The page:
Thursday, October 14, 2010

Rockface Reunion Madrid Oct 2010

Come back Don Givens

Oh how we needed the big man last Friday as Russia blew us away with embarrassing ease.

Three nil down before we showed any Irish spirit and then a return the put em under pressure days of Jack Charlton. Admittedly unattractive, but give me an Irish team with spirit and no skills rather then a lazy one comprised of footballing geniuses.

Worrying displays by a lot of players and an obvious lack of match fitness as predicted.

And then Slovakia away, and Robbie fails to repeat the clinic penalty taking he displayed a few days earlier. What might prove to be a costly mistake.

I think back to that glorious day in October 1974 when we achieved one of our greatest results with the Givens hat-trick at Dalyer. And we were there.

Hero or villain?

Many people believe that England’s demise as a football nation can largely be attributed to one man.

Now if I was to ask you who you thought it were, it’s hardly likely you’ll choose a man who achieved greater notoriety as a singer of daft songs on a late night football comedy program than he did on the playing pitches of England. A man whose death appeared in the Sunday papers we read as we munched through breakfast in the Aer Lingus hotel in Kensington on our London trip in January 2002.

Yes, indeed, arise Sir Jeff Astle.

To understand the logic behind the theory, you’ve got to go back to 1970 and the World Cup in Mexico. England went there as World Champions, expectations were high and a second consecutive win would have surely have spurred them onto a prolonged period of higher achievement, at least in Europe.

And what happened - they finished second in their group thanks to a 1-0 defeat to Brazil and were consigned to a quarter final pairing in Leon with the Krauts, who as is the custom in post-66 days, sent them packing swiftly. A few years later Tomaszewski, followed by Norwegian commentator, Gazza’s crying in Italy and A Brazilian lobbing Seaman in the States.

So why blame Jeff Astle? Well here’s why. England v Brazil group game, second half, Brazil a goal up and the ball drops to Jeff, unmarked a few yards out. A nation holds its breadth – most of them 5500 miles away in the middle of the night. Only Felix, the weakest Brazilian in a brilliant team, to beat.

Displaying all the prowess of a dead cat, Jeff controls the ball and strokes it wide of the left hand post. And with that glaring miss (a sitter in schoolboy terms), England’s die is cast and the future is orange (flamboyant Dutchmen), and blue (artistic Frenchmen – 1998 not 2010) and green (plucky never-say-die Irishmen) but certainly not white or red. The Cross of St George has since then only been raised in anger. Competition after competition, they scourge themselves with new feats of underperformance.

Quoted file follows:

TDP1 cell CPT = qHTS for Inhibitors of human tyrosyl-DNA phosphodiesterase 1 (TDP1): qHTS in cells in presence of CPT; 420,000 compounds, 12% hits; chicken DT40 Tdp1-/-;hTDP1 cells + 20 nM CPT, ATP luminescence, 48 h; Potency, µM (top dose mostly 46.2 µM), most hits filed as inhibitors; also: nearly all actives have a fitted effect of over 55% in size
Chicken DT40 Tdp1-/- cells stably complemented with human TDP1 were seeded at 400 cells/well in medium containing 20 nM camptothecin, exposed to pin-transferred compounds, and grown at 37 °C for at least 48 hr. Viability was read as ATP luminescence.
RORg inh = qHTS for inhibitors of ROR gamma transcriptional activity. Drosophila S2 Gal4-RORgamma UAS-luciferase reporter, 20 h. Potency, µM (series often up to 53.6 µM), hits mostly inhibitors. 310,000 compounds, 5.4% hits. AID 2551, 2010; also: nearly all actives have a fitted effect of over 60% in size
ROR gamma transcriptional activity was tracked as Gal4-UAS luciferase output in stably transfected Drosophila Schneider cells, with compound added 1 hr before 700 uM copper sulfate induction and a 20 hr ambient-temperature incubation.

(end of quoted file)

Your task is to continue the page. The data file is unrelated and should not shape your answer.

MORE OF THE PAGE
Poor Jeff Astle – he deserves better. A lifetime devoted to the beautiful game on England’s mucky pitches and a possible cause of death linked (by the coroner) to the brain trauma he suffered as a result of repetitive heading of the heavy leather footballs used in the sixties. And at the end, he is remembered for one moment of indecision in the Mexican sun.

Jeff swinging from the big gates in the sky.

Wednesday, October 6, 2010

Ireland v Russia 2010

Potential line-up a bit worrying in terms of match practice:

Shay Given - warming bench at Man City

John O'Shea - starting for Man United; 0 goals this year
Sean St Leger - starting for Preston; 0 goals this year
Richard Dunne - starting for Aston Villa; 0 goals this year
Kevin Kilbane - warming bench at Hull; 0 goals this year

Liam Lawrence - starting for Portsmouth; three Championship goals this year
Glen Whelan - warming bench at Stoke; 0 goals this year
Paul Green - starting for Derby; one Championship goal this year
Aidan McKeady - intermittent appearances in Moscow

Robbie Keane - warming bench at Spurs; 0 goals this year
Kevin Doyle - starting for Wolves; 0 goals this year